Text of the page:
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About this Poem 

From Ballads and Songs (London: Cassell and Company, 1896).

 

The Garret

     With pensive eyes the little room I view,
       Where, in my youth, I weathered it so long;
     With a wild mistress, a stanch friend or two,
       And a light heart still breaking into song:
     Making a mock of life, and all its cares,
       Rich in the glory of my rising sun,
     Lightly I vaulted up four pair of stairs,
       In the brave days when I was twenty-one.

     Yes; 'tis a garret—let him know't who will—
       There was my bed—full hard it was and small.
     My table there—and I decipher still
       Half a lame couplet charcoaled on the wall.
     Ye joys, that Time hath swept with him away,
       Come to mine eyes, ye dreams of love and fun;
     For you I pawned my watch how many a day,
       In the brave days when I was twenty-one.

     And see my little Jessy, first of all;
       She comes with pouting lips and sparkling eyes:
     Behold, how roguishly she pins her shawl
       Across the narrow casement, curtain-wise;
     Now by the bed her petticoat glides down,
       And when did woman look the worse in none?
     I have heard since who paid for many a gown,
       In the brave days when I was twenty-one.

     One jolly evening, when my friends and I
       Made happy music with our songs and cheers,
     A shout of triumph mounted up thus high,
       And distant cannon opened on our ears:
     We rise,—we join in the triumphant strain,—
       Napoleon conquers—Austerlitz is won—
     Tyrants shall never tread us down again,
       In the brave days when I was twenty-one.

     Let us begone—the place is sad and strange—
       How far, far off, these happy times appear;
     All that I have to live I'd gladly change
       For one such month as I have wasted here—
     To draw long dreams of beauty, love, and power,
       From founts of hope that never will outrun,
     And drink all life's quintessence in an hour,
       Give me the days when I was twenty-one!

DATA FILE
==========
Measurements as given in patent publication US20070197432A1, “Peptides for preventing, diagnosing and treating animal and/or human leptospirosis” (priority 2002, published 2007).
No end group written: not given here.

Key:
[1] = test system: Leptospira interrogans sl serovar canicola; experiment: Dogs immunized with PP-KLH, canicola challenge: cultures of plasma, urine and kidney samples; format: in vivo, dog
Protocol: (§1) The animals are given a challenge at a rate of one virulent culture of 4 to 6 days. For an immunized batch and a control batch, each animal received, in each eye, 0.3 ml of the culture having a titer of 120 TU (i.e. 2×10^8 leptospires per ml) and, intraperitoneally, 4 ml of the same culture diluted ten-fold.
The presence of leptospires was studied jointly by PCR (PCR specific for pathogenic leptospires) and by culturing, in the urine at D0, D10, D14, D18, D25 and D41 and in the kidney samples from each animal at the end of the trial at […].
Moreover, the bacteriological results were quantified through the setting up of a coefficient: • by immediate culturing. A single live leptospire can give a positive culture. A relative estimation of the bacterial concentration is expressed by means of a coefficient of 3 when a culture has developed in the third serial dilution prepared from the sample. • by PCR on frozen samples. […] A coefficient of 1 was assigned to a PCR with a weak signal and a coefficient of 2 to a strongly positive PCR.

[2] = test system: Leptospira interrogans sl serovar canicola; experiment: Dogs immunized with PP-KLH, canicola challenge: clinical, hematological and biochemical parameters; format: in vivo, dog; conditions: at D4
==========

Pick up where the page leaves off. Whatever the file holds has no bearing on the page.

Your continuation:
This poem is in the public domain.

This poem is in the public domain.

William Makepeace Thackeray

William Makepeace Thackeray, born July 18, 1811, was an English writer best known for his novels, particularly The History of Henry Esmond, Esq. (The Mershon Company Publishers, 1852) and Vanity Fair (Bradbury and Evans, 1848). While in school, Thackeray began writing poems, which he published in a number of magazines, chiefly Fraser and Punch. He died on December 24, 1863.

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  An igstrawnary tail I vill tell you this veek—
  I stood in the Court of A'Beckett the Beak,
  Vere Mrs. Jane Roney, a vidow, I see,
  Who charged Mary Brown with a robbin of she.

  This Mary was pore and in misery once,
  And she came to Mrs. Roney it's more than twelve monce.
  She adn't got no bed,
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  You've all heard of Larry O'Toole,
  Of the beautiful town of Drumgoole;
    He had but one eye,
    To ogle ye by—
  Oh, murther, but that was a jew'l!
    A fool
  He made of de girls, dis O'Toole.

  'Twas he was the boy didn't fail,
  That tuck down pataties and mail;
    He never would shrink
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    Ye Genii of the nation,
    Who look with veneration.
  And Ireland's desolation onsaysingly deplore;
    Ye sons of General Jackson,
    Who thrample on the Saxon,
  Attend to the thransaction upon Shannon shore,

    When William, Duke of Schumbug,
    A tyrant and a humbug,
  With cannon and with thunder